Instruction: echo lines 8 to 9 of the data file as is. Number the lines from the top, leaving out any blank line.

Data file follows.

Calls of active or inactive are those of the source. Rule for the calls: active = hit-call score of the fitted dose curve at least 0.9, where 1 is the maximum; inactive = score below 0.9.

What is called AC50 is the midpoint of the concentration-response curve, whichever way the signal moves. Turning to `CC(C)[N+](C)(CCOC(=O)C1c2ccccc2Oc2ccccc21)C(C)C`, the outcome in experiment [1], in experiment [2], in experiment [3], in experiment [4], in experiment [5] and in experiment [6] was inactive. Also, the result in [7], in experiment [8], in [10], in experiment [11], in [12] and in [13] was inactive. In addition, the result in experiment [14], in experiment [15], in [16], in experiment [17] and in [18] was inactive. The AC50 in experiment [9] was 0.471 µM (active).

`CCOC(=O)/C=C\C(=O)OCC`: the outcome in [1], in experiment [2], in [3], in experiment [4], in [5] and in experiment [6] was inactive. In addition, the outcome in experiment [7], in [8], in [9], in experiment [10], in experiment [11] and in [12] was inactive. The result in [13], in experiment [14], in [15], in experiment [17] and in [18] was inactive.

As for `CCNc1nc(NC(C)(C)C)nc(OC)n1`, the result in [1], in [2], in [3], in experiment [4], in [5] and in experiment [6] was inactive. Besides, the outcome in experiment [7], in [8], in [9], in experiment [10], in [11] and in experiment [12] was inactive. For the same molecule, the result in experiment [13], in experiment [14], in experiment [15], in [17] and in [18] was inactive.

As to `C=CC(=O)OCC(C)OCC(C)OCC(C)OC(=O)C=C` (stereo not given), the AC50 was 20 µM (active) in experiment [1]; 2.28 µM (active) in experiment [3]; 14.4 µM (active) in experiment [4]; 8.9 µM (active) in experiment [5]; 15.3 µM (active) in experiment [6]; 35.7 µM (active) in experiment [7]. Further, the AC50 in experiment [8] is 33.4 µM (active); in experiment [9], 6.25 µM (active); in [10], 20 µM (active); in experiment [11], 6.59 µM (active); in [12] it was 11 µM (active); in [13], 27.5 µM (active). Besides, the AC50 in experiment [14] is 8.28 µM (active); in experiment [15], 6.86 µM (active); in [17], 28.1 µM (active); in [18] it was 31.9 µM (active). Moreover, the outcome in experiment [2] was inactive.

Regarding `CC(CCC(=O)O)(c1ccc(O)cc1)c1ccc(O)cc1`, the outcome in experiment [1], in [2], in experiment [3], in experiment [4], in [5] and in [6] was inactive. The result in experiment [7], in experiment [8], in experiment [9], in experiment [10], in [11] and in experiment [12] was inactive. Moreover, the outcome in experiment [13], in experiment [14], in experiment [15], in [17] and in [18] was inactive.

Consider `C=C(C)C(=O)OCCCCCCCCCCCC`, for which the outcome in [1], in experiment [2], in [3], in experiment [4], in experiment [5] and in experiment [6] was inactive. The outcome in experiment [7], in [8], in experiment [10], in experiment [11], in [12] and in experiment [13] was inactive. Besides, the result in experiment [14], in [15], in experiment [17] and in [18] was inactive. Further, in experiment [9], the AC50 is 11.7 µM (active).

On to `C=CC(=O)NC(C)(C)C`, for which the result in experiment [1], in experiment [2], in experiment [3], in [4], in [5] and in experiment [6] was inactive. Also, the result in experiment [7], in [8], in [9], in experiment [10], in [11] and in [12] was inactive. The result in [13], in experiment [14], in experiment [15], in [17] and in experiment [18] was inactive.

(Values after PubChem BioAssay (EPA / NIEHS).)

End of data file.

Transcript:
On to `C=CC(=O)NC(C)(C)C`, for which the result in experiment [1], in experiment [2], in experiment [3], in [4], in [5] and in experiment [6] was inactive. Also, the result in experiment [7], in [8], in [9], in experiment [10], in [11] and in [12] was inactive. The result in [13], in experiment [14], in experiment [15], in [17] and in experiment [18] was inactive.

(Values after PubChem BioAssay (EPA / NIEHS).)